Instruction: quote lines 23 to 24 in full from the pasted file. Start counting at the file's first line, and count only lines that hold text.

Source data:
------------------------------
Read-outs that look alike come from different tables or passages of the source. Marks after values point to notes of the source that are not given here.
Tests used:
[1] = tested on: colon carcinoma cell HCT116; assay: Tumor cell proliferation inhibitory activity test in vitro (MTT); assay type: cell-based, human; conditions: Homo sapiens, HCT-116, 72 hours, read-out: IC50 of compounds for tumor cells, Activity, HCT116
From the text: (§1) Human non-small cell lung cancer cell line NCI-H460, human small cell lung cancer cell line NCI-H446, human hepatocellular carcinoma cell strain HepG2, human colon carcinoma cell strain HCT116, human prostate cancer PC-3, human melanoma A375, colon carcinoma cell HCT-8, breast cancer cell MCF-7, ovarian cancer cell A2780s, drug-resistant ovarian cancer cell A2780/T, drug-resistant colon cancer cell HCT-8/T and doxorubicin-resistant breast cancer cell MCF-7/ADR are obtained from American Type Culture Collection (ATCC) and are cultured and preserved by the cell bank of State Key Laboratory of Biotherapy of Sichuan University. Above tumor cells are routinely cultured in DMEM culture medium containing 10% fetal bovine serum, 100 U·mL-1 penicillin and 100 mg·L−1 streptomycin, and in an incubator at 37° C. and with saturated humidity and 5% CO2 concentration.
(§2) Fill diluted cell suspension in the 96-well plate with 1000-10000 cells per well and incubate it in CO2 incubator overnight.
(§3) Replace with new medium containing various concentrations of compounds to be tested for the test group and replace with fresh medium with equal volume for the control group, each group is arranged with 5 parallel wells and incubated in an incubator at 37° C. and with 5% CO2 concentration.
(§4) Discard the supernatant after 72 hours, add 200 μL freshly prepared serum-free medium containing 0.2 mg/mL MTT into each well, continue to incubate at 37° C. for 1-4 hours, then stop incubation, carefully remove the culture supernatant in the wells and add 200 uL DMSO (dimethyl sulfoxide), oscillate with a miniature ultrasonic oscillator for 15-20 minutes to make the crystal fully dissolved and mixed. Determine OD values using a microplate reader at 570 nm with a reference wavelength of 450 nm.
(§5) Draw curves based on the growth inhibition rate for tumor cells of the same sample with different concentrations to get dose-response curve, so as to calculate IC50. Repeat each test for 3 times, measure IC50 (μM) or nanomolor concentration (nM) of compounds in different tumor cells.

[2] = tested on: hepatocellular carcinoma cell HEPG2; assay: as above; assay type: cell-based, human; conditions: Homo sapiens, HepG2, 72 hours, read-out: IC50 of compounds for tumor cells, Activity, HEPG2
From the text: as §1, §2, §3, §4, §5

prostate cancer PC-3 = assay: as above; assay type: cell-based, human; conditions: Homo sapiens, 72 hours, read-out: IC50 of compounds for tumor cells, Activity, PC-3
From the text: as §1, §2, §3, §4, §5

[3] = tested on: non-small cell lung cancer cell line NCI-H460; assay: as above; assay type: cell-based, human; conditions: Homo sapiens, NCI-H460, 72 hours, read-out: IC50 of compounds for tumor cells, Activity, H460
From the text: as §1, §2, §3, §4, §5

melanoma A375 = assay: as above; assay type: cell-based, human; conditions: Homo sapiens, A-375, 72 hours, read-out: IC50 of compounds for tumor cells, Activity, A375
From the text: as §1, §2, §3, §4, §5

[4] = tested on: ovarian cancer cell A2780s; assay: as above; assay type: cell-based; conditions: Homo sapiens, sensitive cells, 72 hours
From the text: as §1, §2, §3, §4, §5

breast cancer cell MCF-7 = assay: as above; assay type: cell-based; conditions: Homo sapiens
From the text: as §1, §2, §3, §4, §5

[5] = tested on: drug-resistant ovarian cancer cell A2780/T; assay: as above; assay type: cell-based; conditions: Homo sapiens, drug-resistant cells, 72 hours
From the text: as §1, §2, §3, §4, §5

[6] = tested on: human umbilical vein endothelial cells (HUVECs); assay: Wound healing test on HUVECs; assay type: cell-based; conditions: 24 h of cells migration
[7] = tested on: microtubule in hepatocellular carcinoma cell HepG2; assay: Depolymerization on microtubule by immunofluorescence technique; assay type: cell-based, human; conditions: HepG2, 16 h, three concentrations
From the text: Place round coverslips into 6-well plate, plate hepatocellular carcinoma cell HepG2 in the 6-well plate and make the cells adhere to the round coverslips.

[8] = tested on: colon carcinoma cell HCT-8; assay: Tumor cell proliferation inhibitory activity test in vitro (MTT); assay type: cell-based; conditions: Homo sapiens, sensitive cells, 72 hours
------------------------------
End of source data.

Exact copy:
[6] = tested on: human umbilical vein endothelial cells (HUVECs); assay: Wound healing test on HUVECs; assay type: cell-based; conditions: 24 h of cells migration
[7] = tested on: microtubule in hepatocellular carcinoma cell HepG2; assay: Depolymerization on microtubule by immunofluorescence technique; assay type: cell-based, human; conditions: HepG2, 16 h, three concentrations